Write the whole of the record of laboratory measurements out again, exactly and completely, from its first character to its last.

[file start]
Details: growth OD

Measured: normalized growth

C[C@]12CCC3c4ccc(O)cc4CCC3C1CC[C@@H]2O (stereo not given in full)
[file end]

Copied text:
Details: growth OD

Measured: normalized growth

C[C@]12CCC3c4ccc(O)cc4CCC3C1CC[C@@H]2O (stereo not given in full)